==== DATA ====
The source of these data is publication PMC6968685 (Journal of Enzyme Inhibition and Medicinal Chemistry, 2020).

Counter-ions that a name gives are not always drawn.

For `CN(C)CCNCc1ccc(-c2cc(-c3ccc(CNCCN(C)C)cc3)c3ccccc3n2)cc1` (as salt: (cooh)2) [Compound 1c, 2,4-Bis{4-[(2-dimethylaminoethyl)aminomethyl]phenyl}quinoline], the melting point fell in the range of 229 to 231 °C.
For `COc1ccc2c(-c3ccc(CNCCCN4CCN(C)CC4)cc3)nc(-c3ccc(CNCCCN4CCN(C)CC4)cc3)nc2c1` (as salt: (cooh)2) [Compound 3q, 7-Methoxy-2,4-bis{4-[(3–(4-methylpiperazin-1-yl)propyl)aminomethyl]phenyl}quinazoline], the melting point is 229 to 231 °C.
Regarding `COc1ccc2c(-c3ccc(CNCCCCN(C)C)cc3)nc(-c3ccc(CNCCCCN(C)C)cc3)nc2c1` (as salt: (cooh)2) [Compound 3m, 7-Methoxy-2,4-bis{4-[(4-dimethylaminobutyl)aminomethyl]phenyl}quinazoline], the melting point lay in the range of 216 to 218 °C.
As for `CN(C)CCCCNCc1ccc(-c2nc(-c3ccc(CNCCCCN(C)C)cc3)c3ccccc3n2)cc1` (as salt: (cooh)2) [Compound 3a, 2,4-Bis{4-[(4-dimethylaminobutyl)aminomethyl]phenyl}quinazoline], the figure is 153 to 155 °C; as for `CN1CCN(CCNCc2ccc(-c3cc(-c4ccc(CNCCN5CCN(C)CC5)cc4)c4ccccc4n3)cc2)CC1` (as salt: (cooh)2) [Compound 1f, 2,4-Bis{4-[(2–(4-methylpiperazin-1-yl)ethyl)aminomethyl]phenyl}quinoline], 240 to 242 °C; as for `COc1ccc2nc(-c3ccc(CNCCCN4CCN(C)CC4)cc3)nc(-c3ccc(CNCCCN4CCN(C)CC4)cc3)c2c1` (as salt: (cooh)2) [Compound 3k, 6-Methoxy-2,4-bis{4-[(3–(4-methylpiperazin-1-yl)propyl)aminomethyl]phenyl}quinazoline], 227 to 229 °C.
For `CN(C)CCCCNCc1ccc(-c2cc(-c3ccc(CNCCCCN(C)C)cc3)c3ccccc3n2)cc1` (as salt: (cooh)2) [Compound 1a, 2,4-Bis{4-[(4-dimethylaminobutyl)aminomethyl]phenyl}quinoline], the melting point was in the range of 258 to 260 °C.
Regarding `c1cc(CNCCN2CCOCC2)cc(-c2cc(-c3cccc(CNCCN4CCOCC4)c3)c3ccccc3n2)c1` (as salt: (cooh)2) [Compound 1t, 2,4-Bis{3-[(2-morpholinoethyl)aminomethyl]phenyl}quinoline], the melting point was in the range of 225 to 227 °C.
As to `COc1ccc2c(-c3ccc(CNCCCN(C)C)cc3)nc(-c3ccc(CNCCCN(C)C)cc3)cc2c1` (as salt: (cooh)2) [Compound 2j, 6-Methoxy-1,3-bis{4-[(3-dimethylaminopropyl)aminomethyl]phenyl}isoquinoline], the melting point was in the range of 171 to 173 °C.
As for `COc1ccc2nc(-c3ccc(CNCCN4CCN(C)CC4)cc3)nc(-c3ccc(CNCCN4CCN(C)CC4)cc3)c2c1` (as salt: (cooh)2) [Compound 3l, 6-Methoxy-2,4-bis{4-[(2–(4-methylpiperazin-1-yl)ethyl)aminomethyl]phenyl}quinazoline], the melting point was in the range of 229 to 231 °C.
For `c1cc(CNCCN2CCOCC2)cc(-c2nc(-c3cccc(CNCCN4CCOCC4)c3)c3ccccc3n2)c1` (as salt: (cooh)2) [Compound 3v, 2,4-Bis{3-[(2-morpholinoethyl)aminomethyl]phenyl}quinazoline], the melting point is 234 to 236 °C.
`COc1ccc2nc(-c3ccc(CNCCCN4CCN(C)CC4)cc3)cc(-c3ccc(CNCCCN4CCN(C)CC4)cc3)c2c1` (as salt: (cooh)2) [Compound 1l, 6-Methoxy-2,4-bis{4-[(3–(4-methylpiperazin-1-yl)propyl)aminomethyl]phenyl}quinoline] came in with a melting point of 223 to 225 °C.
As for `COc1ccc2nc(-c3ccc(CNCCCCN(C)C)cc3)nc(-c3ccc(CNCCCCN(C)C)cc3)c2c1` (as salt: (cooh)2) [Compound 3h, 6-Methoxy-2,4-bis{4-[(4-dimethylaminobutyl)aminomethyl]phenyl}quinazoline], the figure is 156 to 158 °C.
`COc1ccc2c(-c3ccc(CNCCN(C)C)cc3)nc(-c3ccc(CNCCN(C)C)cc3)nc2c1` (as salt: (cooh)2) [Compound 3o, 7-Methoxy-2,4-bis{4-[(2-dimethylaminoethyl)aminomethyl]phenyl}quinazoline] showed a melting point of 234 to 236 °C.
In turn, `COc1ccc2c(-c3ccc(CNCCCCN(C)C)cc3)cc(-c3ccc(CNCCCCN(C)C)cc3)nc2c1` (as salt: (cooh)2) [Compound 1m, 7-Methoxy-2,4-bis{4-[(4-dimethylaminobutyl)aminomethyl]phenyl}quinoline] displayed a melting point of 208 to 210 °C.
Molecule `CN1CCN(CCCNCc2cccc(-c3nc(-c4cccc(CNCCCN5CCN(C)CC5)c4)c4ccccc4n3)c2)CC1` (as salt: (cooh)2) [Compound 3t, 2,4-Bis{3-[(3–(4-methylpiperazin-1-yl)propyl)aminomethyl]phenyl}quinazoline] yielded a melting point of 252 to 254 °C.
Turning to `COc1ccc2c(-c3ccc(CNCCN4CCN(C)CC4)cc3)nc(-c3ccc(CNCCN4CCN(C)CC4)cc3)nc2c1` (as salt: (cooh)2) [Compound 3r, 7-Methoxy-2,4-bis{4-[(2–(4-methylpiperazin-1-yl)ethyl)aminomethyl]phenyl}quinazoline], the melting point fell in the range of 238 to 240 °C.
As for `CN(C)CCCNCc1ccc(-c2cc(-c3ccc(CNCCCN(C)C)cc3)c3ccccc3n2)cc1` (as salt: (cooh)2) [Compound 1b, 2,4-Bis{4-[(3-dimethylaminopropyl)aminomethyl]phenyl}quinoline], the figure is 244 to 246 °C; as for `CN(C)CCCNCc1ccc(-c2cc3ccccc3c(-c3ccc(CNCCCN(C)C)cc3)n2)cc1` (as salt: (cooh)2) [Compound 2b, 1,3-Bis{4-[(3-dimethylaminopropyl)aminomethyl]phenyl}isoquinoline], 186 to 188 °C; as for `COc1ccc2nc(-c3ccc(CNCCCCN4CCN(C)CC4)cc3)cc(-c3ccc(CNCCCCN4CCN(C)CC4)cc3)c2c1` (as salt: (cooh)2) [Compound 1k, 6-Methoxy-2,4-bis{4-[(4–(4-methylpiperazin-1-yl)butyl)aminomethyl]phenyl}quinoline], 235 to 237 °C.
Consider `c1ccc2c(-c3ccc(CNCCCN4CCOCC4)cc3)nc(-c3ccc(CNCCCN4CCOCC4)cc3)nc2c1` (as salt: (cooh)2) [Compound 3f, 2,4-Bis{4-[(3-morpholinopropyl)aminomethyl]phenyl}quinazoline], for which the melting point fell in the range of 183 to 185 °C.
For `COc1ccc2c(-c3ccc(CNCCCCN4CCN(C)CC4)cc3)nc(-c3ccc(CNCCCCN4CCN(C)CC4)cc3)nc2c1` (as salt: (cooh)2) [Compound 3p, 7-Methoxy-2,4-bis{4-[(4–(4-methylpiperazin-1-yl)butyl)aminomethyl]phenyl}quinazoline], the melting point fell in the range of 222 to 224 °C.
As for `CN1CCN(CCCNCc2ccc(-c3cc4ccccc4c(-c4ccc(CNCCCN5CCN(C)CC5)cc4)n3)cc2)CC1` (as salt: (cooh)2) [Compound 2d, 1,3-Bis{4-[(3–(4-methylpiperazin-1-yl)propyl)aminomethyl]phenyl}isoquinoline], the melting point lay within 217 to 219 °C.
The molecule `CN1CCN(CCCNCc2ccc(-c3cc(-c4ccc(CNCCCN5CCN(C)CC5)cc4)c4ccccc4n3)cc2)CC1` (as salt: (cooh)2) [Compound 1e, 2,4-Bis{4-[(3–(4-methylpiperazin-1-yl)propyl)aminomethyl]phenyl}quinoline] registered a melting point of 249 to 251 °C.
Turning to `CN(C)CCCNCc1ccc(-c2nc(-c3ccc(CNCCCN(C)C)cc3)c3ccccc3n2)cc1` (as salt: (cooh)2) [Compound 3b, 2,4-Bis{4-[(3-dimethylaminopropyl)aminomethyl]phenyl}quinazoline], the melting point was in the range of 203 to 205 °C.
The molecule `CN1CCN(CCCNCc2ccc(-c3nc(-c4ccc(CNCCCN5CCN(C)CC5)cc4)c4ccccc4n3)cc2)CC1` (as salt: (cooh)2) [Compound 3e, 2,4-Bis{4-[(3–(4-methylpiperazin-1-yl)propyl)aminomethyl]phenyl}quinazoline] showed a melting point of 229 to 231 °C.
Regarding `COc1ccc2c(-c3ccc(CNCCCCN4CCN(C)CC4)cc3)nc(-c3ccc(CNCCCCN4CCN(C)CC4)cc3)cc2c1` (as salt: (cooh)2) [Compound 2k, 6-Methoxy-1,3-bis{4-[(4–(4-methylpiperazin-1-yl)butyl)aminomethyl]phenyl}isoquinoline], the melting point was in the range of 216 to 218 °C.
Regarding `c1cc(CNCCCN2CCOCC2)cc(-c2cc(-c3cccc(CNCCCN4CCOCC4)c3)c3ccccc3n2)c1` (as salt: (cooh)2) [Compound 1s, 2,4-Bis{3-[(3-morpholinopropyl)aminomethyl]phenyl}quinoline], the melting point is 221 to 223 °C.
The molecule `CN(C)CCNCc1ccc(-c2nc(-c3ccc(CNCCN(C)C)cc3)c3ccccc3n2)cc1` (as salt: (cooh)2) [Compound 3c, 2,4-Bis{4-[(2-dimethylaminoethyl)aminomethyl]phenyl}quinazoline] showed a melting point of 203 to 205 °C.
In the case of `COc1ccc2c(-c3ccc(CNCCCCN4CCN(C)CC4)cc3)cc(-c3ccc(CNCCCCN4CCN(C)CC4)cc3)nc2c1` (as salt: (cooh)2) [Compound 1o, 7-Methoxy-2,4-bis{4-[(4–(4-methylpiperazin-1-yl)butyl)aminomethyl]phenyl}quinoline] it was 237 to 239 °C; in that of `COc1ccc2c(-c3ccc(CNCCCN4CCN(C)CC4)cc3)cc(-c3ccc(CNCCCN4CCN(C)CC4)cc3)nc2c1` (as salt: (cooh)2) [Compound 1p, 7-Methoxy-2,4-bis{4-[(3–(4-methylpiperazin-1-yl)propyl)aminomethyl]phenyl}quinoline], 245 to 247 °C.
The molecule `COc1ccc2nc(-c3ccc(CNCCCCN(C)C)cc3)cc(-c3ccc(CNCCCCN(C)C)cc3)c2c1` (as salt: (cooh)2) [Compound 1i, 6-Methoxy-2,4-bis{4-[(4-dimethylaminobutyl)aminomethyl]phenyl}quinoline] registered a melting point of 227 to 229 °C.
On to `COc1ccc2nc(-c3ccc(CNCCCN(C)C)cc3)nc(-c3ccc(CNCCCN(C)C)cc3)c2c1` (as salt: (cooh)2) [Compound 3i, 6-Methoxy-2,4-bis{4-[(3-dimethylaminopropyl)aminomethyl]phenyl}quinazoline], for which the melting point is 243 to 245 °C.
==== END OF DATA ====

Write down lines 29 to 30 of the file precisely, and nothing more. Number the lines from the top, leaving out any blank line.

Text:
The molecule `COc1ccc2nc(-c3ccc(CNCCCCN(C)C)cc3)cc(-c3ccc(CNCCCCN(C)C)cc3)c2c1` (as salt: (cooh)2) [Compound 1i, 6-Methoxy-2,4-bis{4-[(4-dimethylaminobutyl)aminomethyl]phenyl}quinoline] registered a melting point of 227 to 229 °C.
On to `COc1ccc2nc(-c3ccc(CNCCCN(C)C)cc3)nc(-c3ccc(CNCCCN(C)C)cc3)c2c1` (as salt: (cooh)2) [Compound 3i, 6-Methoxy-2,4-bis{4-[(3-dimethylaminopropyl)aminomethyl]phenyl}quinazoline], for which the melting point is 243 to 245 °C.